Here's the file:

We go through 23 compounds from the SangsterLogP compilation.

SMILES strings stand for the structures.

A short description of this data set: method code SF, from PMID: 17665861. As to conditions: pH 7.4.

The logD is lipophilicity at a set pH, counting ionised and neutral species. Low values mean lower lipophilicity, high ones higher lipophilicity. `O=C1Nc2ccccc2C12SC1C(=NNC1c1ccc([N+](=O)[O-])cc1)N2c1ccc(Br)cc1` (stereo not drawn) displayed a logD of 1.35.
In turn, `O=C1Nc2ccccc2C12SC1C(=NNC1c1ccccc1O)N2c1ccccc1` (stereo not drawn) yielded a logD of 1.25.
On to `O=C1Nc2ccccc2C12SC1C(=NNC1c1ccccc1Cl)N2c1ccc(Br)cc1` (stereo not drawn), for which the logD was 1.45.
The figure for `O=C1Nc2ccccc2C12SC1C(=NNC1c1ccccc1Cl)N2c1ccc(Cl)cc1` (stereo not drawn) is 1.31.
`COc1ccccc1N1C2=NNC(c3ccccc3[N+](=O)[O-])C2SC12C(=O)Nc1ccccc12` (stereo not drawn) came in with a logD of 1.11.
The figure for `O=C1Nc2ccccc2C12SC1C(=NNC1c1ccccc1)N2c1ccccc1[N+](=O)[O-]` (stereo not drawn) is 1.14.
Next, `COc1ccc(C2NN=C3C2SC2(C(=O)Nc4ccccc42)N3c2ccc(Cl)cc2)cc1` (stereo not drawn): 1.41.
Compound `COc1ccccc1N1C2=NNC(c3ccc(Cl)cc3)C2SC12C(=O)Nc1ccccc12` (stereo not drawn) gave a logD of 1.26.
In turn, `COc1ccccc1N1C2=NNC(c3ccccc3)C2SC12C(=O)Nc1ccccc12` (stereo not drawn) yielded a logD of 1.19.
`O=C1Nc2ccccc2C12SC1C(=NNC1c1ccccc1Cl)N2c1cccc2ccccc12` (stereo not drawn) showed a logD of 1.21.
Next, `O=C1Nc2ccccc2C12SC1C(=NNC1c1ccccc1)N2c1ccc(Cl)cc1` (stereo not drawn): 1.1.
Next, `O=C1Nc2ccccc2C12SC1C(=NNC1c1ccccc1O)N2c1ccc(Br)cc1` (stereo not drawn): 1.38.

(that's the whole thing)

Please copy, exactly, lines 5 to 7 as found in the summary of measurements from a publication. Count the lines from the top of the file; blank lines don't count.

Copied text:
In turn, `O=C1Nc2ccccc2C12SC1C(=NNC1c1ccccc1O)N2c1ccccc1` (stereo not drawn) yielded a logD of 1.25.
On to `O=C1Nc2ccccc2C12SC1C(=NNC1c1ccccc1Cl)N2c1ccc(Br)cc1` (stereo not drawn), for which the logD was 1.45.
The figure for `O=C1Nc2ccccc2C12SC1C(=NNC1c1ccccc1Cl)N2c1ccc(Cl)cc1` (stereo not drawn) is 1.31.